(755a) Enzymatic Deconstruction and Surface Characteristics of Poplar Solids Pretreated in Flowthrough and Batch Reactors Under Aqueous Conditions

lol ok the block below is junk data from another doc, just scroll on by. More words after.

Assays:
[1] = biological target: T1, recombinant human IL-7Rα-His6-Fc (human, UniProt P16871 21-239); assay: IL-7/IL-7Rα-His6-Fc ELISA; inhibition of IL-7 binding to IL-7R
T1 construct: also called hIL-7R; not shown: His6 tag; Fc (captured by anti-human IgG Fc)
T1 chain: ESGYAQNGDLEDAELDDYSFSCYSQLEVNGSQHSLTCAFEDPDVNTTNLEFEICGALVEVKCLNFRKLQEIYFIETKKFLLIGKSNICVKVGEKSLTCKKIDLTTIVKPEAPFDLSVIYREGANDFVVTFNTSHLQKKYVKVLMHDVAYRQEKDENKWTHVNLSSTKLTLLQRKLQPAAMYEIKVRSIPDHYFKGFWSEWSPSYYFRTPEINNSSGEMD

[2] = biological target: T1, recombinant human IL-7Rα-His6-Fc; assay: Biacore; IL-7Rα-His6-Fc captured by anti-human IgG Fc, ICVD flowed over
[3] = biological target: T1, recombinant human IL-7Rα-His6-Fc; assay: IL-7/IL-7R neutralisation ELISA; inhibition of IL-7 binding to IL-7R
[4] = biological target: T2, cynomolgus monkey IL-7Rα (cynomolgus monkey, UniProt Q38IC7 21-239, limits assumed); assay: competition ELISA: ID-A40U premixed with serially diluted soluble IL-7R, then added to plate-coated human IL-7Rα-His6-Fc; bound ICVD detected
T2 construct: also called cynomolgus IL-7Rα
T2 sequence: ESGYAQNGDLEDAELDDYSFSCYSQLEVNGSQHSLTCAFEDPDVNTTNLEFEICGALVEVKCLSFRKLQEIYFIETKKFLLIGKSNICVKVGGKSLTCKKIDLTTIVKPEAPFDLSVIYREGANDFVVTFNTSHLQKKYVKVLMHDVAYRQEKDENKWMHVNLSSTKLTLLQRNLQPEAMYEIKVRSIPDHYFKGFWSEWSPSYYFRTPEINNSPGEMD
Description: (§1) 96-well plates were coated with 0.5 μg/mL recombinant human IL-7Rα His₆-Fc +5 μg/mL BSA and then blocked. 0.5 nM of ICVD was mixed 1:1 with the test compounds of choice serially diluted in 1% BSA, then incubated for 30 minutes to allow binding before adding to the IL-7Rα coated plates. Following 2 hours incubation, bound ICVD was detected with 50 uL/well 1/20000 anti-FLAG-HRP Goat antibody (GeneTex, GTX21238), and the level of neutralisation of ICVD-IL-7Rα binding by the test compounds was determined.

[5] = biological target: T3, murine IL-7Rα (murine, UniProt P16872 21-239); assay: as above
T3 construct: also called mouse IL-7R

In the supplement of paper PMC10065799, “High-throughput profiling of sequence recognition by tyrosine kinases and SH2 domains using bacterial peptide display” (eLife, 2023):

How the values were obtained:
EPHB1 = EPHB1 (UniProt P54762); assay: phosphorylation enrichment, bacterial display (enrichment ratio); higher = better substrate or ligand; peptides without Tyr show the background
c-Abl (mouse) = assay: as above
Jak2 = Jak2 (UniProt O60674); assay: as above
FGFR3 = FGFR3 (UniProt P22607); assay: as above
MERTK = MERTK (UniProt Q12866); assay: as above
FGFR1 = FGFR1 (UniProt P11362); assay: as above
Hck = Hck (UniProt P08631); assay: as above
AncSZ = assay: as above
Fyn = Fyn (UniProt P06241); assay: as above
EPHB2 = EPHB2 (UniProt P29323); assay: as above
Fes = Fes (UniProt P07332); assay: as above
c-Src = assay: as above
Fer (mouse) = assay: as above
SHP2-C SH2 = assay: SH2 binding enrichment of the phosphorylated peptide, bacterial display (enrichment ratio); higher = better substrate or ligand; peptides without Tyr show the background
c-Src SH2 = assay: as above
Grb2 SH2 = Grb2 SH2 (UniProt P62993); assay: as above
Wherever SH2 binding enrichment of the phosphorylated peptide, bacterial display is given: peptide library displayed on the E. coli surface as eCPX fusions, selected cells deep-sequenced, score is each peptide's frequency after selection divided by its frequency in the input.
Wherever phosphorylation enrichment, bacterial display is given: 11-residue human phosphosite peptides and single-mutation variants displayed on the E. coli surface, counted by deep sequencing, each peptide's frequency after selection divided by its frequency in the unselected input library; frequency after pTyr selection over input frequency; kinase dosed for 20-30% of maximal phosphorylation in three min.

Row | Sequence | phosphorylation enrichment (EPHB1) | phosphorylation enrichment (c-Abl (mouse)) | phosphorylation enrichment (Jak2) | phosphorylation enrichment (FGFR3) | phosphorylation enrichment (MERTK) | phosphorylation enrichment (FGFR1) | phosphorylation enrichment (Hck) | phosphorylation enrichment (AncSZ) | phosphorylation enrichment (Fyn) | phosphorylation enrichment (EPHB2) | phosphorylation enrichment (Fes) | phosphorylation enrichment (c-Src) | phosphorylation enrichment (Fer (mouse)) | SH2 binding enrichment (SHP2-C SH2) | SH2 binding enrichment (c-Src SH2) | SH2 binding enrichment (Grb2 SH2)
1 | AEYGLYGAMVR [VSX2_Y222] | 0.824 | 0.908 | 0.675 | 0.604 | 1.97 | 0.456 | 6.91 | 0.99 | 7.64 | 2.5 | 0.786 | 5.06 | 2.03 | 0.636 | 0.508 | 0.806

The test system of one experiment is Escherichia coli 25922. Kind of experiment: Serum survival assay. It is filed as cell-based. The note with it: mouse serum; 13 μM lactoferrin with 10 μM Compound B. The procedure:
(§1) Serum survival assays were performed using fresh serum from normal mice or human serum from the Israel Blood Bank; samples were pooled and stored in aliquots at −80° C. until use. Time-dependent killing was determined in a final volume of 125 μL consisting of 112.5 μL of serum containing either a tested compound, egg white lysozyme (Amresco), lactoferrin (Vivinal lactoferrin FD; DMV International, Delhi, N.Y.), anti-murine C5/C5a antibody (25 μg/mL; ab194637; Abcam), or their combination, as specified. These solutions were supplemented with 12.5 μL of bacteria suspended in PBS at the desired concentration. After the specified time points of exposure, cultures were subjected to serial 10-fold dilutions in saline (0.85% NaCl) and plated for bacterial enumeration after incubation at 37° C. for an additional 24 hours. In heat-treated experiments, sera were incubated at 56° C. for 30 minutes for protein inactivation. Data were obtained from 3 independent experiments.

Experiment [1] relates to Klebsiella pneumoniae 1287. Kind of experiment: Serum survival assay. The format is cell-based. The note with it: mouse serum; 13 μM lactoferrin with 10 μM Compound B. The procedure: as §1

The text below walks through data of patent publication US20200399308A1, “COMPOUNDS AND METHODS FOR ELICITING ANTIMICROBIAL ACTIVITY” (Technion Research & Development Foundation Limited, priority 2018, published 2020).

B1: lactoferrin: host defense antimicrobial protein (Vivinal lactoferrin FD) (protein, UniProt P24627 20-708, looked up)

Unlike batch operations, flowthrough pretreatment solubilizes lignin and prevents its re-condensation under aqueous conditions, thereby providing a powerful tool for studying pretreated biomass with reduced lignin content as well as to understand how lignin hinders biological deconstruction of cellulose. To compare changes in residual hemicellulose and lignin in flowthrough vs. batch pretreated material, standard poplar was pretreated in liquid hot water (LHW) at a severity factor of logR0= 3.4 and in extremely dilute (0.05%) sulfuric acid (DA) at a combined severity logCS= 2.2 at 140°C and 180°C in flowthrough and batch modes of operation. Glycome profiling and other characterizations were performed on the untreated and pretreated solids to determine the effects of the two pretreatment configurations on biomass deconstruction. Enzymatic hydrolysis of resulting pretreated solids was performed with T. reesei cellulase alone and supplemented with xylanase and/or bovine serum albumin (BSA) in a total of eight combinations to understand their effects on biomass deconstruction. It was expected that BSA supplementation would cause a larger improvement in deconstruction of batch than flowthrough pretreated solids due to the higher lignin content in the former, but remarkably, the opposite effect was observed, suggesting that BSA has a greater role than preventing unproductive binding of cellulase to lignin. Even at a high cellulase loading of 100 mg protein per gram glucan, many of the pretreated solids could not be fully digested. Therefore, additional characterizations to determine surface characteristics for enzyme and BSA interactions with pretreated solids were performed through nitrogen analysis, dye staining for cellulosic surface area, and water retention values for hydrophobicity. 13C-1H HSQC NMR spectroscopy showed that guaiacyl lignin was broken down in flowthrough but not in batch pretreatment. Overall, even though flowthrough and batch are both aqueous pretreatments, they produce materials that react very differently with enzymes.